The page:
As a result of those efforts, the product management team has taken on a leadership role within the organization. 'When people at F5 want to find out what is happening in the industry and where we're headed, product management is the first stop for information. They look to this group to provide guidance about the market 'through requirements definition, positioning documents, personal interaction, and public speaking. When someone wants to hear the voice of the market, they come to the product management group.'

For Matte and his team, the most tangible difference from implementing the Pragmatic methodology comes from being able to point to actual, underlying data to support decisions. 'For example, we can go to the development team and say, 'For our Big-IP product, 92 percent of the people prefer a graphical user interface,'' he explains. 'We now have concrete data to steer our products in the right direction.'

Another example of the value of hard market data resulted from research about the company's iControl interface, a subscription-based traffic management service. Says Matte, 'We discovered that while numerous people were downloading the tool, a relatively small percentage were actually implementing and using it. So we conducted a survey to identify the steps they went through and determine where we were losing people along the way. In that process, we identified two distinct drop-off points and focused our efforts to help customers get past them and begin utilizing the solution. When we presented to our executive team, rather than speaking in generalities, we were able to state exactly what was happening, why it was happening, and what we needed to do to fix it. That data made the story crystal clear for our executives.'

He adds, 'The ability to quantify what we are seeing has made a big impact internally. Beyond that, the team can now articulate what it is that the market is asking for in a way that makes sense to different audiences within the company. That is a huge win, because now everybody can use his or her own expertise to do the best job possible based on the information we provide.'

Making a Statement with Positioning

To communicate that market information, the product management group has created and distributed compelling positioning statements to various organizations throughout the company, including Development, Sales, and Marketing Communications. The impact of this solid data on time-to market for effective products and sales tools has been profound.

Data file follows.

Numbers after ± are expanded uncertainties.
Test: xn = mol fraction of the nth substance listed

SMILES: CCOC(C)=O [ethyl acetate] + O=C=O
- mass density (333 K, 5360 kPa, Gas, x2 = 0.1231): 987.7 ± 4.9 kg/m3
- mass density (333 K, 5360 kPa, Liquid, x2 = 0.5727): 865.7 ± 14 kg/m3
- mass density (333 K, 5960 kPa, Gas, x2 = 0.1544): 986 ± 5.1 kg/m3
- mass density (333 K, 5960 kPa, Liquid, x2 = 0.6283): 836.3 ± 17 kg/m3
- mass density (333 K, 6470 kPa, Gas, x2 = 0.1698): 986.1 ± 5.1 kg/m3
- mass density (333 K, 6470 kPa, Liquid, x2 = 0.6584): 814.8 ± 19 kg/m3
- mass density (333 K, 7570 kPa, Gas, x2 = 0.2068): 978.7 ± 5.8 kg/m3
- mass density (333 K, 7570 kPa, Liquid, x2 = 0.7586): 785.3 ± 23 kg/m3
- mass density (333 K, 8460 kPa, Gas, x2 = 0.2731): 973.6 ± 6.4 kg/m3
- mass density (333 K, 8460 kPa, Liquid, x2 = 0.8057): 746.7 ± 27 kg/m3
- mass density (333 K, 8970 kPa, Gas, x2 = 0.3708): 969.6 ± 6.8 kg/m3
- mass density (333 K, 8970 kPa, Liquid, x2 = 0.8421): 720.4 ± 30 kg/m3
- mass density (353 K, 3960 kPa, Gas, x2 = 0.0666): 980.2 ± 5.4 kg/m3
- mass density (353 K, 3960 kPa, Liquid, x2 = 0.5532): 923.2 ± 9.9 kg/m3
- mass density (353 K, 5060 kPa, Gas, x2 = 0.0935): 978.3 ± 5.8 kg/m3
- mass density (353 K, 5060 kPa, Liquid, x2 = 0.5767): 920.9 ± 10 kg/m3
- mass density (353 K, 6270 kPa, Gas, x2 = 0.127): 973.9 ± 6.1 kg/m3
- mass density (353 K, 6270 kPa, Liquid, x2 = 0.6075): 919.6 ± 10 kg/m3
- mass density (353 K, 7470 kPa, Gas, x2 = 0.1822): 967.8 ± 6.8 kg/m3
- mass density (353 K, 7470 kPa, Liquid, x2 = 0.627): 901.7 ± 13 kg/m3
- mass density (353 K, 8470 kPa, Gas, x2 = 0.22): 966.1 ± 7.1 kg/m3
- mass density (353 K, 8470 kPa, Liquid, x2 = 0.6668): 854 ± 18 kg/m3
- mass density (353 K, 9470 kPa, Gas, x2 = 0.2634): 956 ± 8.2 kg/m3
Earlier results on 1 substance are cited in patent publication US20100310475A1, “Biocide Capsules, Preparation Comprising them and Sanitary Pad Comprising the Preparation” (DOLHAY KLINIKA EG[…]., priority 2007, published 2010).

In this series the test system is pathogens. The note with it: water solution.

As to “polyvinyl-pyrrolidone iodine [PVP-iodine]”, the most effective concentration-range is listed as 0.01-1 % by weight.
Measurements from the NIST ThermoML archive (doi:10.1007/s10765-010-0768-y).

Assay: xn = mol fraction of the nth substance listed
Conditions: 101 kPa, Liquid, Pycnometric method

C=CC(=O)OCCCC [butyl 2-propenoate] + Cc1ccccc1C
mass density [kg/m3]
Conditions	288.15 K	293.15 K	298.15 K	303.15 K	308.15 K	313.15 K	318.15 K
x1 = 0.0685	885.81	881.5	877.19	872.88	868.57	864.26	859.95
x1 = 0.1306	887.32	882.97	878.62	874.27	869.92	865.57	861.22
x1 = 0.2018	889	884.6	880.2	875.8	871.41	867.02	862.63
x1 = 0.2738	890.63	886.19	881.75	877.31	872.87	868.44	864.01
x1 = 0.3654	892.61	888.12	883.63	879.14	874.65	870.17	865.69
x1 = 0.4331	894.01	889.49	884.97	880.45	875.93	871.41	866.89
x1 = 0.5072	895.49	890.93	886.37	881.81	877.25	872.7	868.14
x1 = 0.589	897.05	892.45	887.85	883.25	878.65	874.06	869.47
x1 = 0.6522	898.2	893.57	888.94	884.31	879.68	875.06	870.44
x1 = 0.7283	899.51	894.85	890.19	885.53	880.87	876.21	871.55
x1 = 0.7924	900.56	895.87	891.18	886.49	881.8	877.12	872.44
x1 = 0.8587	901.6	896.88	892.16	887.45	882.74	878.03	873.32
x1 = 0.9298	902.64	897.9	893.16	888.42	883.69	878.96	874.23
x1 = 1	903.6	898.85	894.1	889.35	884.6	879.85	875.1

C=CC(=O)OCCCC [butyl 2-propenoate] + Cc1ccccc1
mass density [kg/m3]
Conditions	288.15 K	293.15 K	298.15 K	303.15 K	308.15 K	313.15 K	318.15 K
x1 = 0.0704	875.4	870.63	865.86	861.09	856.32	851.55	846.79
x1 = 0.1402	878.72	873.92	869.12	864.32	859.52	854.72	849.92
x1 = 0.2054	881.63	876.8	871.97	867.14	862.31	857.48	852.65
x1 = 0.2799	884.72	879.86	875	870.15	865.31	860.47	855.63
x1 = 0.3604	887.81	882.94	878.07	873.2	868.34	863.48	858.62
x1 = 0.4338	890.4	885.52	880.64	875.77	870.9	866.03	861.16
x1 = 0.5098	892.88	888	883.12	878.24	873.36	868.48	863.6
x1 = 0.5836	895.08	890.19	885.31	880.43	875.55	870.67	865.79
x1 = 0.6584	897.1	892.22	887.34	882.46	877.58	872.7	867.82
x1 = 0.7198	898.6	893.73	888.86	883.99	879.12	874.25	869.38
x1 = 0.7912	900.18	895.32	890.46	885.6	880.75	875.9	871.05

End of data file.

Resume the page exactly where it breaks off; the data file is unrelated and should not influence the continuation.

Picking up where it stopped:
Matte offers an example, 'Our marcom team has done a wonderful job of using the positioning statements to drive entire ad campaigns. Previously, we spent a lot of time in meetings, lots of email back and forth, lots of iterations of ad copy. With clear, consistent market direction, our marcom team can run with it and produce high-impact campaigns, which they have done very well. That frees product marketing to evaluate different ways to target messages to different groups and assess what is most effective. As a result, we can target resources and budget toward the more effective programs and messages... and maximize our return on investment, ' he emphasizes.

The Pragmatic methodology has also strengthened the team's interaction with the development organization. 'We have always had a good relationship with Development, and they trust our gut instincts,' says Matte.'But without real market data to guide product direction, agreeing on releases takes a little more convincing. So customers might not see desired enhancements in the next version. Or a release might not be quite on the mark. With this market-focused approach, that doesn't happen. In fact, we included developers in the Pragmatic Institute training, knowing it would be good to have more folks embrace this methodology. One of the developers who attended the session said, 'Thanks for including us in today's session. This was one of the most valuable seminars I've been to in five years, heads above other seminars. We should meet in the next month and plan how to enhance the next release.' That's pretty impressive.'

Strengthening Team Effectiveness

For Matte, the biggest impact of implementing the Pragmatic methodology has been increasing the overall effectiveness of his product management team. 'If I were speaking as one manager to another, I would say with confidence, 'Follow the Pragmatic Institute approach and become more effective.' For us, Pragmatic was the only solution. Among all the information that crosses your desk, you can always spot people who have been to a Pragmatic course. When you look in their offices, the seminar manual is on the desk and it's open. Or the grid is pinned to the wall. It's one of the few tools you refer to again and again. To me, that speaks volumes about the value of the program.'

He concludes, 'At the end of the day, the Pragmatic methodology helps both our top line and our bottom line. We can point to increased effectiveness in terms of how we spend our marketing dollars and manage the cost of goods sold. Ultimately, we can point to how we have increased revenues by entering new markets or addressing our existing markets more effectively. Those are all direct results from embracing the Pragmatic methodology.'

Visit f5 Networks at www.f5.com.